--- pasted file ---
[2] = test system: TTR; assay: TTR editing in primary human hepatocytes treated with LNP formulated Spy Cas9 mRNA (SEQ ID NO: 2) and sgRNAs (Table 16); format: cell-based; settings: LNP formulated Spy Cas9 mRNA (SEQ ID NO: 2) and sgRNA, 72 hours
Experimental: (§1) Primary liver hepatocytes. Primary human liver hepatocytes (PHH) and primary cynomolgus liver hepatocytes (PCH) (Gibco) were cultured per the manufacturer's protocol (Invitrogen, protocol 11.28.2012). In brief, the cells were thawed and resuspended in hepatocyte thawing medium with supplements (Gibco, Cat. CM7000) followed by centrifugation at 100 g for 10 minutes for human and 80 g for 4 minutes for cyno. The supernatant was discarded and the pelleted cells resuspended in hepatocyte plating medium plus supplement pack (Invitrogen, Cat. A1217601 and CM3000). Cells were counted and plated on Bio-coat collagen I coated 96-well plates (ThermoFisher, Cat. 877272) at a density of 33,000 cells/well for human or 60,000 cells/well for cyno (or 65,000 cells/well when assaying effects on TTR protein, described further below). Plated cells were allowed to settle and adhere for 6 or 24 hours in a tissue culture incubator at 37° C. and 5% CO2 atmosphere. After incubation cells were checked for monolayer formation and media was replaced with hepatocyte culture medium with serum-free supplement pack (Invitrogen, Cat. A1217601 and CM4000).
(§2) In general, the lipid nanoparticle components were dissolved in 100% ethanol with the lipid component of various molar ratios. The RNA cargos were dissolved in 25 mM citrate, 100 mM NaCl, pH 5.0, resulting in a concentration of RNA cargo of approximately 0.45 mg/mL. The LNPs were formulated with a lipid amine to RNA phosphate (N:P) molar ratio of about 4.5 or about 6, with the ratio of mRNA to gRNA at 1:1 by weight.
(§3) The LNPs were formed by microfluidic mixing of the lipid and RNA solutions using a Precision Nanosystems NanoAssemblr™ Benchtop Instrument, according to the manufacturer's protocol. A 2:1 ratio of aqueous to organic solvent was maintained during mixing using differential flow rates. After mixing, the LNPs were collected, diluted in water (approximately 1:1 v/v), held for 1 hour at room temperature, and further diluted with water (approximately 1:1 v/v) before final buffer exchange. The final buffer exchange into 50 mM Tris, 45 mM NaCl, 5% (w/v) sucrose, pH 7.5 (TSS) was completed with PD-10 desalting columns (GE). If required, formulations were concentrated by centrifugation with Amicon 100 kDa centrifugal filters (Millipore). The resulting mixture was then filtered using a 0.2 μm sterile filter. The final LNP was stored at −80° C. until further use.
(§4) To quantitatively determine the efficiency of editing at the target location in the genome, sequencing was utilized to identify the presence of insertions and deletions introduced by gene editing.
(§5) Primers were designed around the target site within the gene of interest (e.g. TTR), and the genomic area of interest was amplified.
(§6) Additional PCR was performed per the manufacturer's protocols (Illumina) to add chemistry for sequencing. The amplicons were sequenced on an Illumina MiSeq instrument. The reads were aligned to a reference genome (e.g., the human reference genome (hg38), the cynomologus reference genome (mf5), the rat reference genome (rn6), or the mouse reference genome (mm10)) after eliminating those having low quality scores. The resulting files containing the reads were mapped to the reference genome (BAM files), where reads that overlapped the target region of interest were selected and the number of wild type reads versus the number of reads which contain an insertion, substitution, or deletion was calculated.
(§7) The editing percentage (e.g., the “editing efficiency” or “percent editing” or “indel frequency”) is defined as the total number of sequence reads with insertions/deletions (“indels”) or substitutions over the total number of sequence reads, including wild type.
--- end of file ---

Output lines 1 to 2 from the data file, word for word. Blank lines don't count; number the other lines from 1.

[2] = test system: TTR; assay: TTR editing in primary human hepatocytes treated with LNP formulated Spy Cas9 mRNA (SEQ ID NO: 2) and sgRNAs (Table 16); format: cell-based; settings: LNP formulated Spy Cas9 mRNA (SEQ ID NO: 2) and sgRNA, 72 hours
Experimental: (§1) Primary liver hepatocytes. Primary human liver hepatocytes (PHH) and primary cynomolgus liver hepatocytes (PCH) (Gibco) were cultured per the manufacturer's protocol (Invitrogen, protocol 11.28.2012). In brief, the cells were thawed and resuspended in hepatocyte thawing medium with supplements (Gibco, Cat. CM7000) followed by centrifugation at 100 g for 10 minutes for human and 80 g for 4 minutes for cyno. The supernatant was discarded and the pelleted cells resuspended in hepatocyte plating medium plus supplement pack (Invitrogen, Cat. A1217601 and CM3000). Cells were counted and plated on Bio-coat collagen I coated 96-well plates (ThermoFisher, Cat. 877272) at a density of 33,000 cells/well for human or 60,000 cells/well for cyno (or 65,000 cells/well when assaying effects on TTR protein, described further below). Plated cells were allowed to settle and adhere for 6 or 24 hours in a tissue culture incubator at 37° C. and 5% CO2 atmosphere. After incubation cells were checked for monolayer formation and media was replaced with hepatocyte culture medium with serum-free supplement pack (Invitrogen, Cat. A1217601 and CM4000).